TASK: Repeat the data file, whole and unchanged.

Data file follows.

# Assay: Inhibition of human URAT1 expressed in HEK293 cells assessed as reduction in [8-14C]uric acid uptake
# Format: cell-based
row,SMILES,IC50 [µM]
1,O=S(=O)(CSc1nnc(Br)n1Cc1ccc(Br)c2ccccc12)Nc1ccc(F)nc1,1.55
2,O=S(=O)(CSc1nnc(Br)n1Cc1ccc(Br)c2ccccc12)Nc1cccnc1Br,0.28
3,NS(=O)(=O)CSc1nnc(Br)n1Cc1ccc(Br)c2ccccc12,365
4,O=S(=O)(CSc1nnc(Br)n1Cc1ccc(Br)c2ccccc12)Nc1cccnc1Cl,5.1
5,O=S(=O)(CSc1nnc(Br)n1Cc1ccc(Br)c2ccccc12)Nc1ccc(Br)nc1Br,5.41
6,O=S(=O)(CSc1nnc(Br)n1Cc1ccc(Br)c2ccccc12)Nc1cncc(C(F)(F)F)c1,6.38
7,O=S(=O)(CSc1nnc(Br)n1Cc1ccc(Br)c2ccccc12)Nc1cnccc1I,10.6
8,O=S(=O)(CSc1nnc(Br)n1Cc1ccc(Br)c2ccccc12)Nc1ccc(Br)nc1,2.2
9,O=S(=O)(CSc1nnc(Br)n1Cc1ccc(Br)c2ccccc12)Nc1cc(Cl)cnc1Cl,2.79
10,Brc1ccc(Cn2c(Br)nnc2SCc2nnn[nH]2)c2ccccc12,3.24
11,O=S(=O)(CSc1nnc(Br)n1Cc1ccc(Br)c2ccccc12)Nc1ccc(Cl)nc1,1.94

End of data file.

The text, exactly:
# Assay: Inhibition of human URAT1 expressed in HEK293 cells assessed as reduction in [8-14C]uric acid uptake
# Format: cell-based
row,SMILES,IC50 [µM]
1,O=S(=O)(CSc1nnc(Br)n1Cc1ccc(Br)c2ccccc12)Nc1ccc(F)nc1,1.55
2,O=S(=O)(CSc1nnc(Br)n1Cc1ccc(Br)c2ccccc12)Nc1cccnc1Br,0.28
3,NS(=O)(=O)CSc1nnc(Br)n1Cc1ccc(Br)c2ccccc12,365
4,O=S(=O)(CSc1nnc(Br)n1Cc1ccc(Br)c2ccccc12)Nc1cccnc1Cl,5.1
5,O=S(=O)(CSc1nnc(Br)n1Cc1ccc(Br)c2ccccc12)Nc1ccc(Br)nc1Br,5.41
6,O=S(=O)(CSc1nnc(Br)n1Cc1ccc(Br)c2ccccc12)Nc1cncc(C(F)(F)F)c1,6.38
7,O=S(=O)(CSc1nnc(Br)n1Cc1ccc(Br)c2ccccc12)Nc1cnccc1I,10.6
8,O=S(=O)(CSc1nnc(Br)n1Cc1ccc(Br)c2ccccc12)Nc1ccc(Br)nc1,2.2
9,O=S(=O)(CSc1nnc(Br)n1Cc1ccc(Br)c2ccccc12)Nc1cc(Cl)cnc1Cl,2.79
10,Brc1ccc(Cn2c(Br)nnc2SCc2nnn[nH]2)c2ccccc12,3.24
11,O=S(=O)(CSc1nnc(Br)n1Cc1ccc(Br)c2ccccc12)Nc1ccc(Cl)nc1,1.94